6 July 2006 Edition
General Election: Sinn Féin highlights key issues
Coalition of confused is no alternative
The Dáil adjourns this week for its summer recess and as An Phoblacht goes to press TDs are sitting until midnight while the government forces through a range of legislation, including a Defence Bill that further erodes Irish neutrality and a Planning Bill that rides roughshod over local democracy and paves the way for waste incinerators in every region.
Fine Gael and Labour have used the last week of the Dáil to table a motion calling for an early general election. The media have given wide coverage to this but few examined the motion itself. It lists some of the failures of the Fianna Fáil/PD coalition but omits others because Enda Kenny and Pat Rabbitte would find it impossible to agree publicly on them. Few in the media will point this out because every effort is being made to present the Kenny/Rabbitte combination as an electable and viable alternative to the Ahern/Harney government.
Much of the media chooses to ignore the fundamental flaws in this argument. First of all even if both Fine Gael and Labour make clear gains in the general election it is likely that in many constituencies these will cancel each other out with Fine Gael gaining at Labour's expense. They are also relying on the Green Party firstly to make gains, which is doubtful and to have the political will to 'make up the numbers'.
Secondly, the policy differences and policy gaps between Fine Gael and Labour (not to mention the Greens and mostly they are not mentioned) are being ignored. On key issues they take no common position because to agree publicly would damage their respective support bases - for example on the privatisation of Aer Lingus which Fine Gael supports but which most Labour supporters oppose.
This confusion within the putative alternative coalition was highlighted when Sinn Féin TDs tabled an amendment to the Fine Gael/Labour motion on Tuesday. Dáil leader Caoimhghín Ó Caoláin said the General Election should not be fought on the narrow ground agreed by Fine Gael and Labour.
Ó Caoláin said: "The Fine Gael/Labour motion deliberately omits fundamental failures of this Government because these two parties cannot publicly agree on them - at least in advance of a General Election while each tries to retain its support base. In our amendments Sinn Féin highlights these key Government failures which we intend to make General Election issues. They include:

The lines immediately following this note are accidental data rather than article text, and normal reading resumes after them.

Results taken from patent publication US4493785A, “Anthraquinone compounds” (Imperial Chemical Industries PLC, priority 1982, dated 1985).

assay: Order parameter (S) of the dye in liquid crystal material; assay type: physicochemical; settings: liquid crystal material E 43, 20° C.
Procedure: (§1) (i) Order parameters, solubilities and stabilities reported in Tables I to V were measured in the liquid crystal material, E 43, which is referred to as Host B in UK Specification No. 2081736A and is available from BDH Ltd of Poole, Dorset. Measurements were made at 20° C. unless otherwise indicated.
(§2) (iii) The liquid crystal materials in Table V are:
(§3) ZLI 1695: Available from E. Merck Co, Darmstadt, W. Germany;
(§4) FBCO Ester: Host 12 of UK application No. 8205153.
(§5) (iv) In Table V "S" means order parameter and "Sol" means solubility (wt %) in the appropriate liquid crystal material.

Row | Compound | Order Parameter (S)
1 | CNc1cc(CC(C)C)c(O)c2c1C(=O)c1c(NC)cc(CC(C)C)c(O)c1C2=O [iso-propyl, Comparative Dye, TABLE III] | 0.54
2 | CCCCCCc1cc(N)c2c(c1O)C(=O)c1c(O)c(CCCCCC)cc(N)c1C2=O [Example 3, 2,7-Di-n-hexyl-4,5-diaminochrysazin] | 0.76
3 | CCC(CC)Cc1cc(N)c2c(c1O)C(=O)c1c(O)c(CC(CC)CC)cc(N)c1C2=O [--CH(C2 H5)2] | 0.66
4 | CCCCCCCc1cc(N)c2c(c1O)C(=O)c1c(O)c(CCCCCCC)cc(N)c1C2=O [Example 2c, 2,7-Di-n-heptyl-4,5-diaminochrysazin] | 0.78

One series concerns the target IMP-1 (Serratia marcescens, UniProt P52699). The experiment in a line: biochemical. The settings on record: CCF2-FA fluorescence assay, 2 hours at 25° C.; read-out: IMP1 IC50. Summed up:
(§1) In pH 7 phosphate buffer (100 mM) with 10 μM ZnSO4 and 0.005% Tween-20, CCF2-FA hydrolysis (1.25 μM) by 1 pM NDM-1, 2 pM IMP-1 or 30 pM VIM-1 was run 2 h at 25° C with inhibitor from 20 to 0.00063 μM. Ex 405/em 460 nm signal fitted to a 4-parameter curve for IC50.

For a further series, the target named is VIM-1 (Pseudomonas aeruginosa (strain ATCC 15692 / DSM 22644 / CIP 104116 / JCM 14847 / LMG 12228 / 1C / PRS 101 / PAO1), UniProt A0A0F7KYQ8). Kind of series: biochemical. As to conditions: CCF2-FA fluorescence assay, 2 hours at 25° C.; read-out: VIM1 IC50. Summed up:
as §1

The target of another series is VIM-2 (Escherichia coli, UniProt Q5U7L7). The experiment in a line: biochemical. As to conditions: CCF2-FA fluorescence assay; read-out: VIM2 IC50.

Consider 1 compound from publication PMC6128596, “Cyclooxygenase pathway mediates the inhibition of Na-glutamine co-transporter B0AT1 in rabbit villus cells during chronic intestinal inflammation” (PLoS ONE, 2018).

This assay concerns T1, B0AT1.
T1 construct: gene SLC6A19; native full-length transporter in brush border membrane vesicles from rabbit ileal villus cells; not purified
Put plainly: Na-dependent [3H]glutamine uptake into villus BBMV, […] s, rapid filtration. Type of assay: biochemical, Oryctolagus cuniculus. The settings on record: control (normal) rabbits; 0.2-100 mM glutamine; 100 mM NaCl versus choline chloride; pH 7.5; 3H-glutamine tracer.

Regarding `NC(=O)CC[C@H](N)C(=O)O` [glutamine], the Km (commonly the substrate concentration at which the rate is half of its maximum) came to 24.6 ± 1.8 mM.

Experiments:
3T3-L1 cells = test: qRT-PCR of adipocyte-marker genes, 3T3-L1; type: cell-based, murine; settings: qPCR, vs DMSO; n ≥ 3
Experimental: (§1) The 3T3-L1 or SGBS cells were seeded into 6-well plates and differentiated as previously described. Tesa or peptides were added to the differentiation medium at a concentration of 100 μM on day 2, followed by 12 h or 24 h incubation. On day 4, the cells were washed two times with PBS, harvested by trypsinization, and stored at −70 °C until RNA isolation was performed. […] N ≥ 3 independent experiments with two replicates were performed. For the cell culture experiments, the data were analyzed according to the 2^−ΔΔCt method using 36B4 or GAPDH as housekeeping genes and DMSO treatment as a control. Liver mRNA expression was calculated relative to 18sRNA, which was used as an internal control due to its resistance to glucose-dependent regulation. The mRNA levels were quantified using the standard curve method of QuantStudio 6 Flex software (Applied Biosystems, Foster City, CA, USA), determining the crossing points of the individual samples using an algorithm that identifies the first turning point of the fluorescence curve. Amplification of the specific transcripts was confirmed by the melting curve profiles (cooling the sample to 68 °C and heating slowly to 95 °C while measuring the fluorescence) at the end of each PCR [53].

- The failure to end the inequitable and inefficient two-tier system within our health services and the drive to privatise our health services through massive subsidies for the private health business while the public system is in crisis;
- The privatization of the national airline, Aer Lingus;
- The failure of the Minister for Justice, Equality and Law Reform to promote community safety and human rights and his misuse of his position to target individuals and groups in pursuit of his personal political agenda;
- The ongoing erosion of Irish neutrality and independent foreign policy through the continued provision of Shannon Airport facilities to US combat forces;
- The giveaway of our natural resources of gas and oil to multi-nationals such as Shell against the national interest and regardless of the concerns of local communities like those of Rossport, County Mayo;
- The failure to fulfil the Taoiseach's commitment to provide for representation in the Dáil for citizens in the Six Counties and the overall sluggish approach to the peace process by the Irish Government.
"What is needed is a real debate about alternatives to the failed approach of this Government. Sinn Féin will be setting out our alternatives and working to ensure an election based on real issues rather than tired personalities."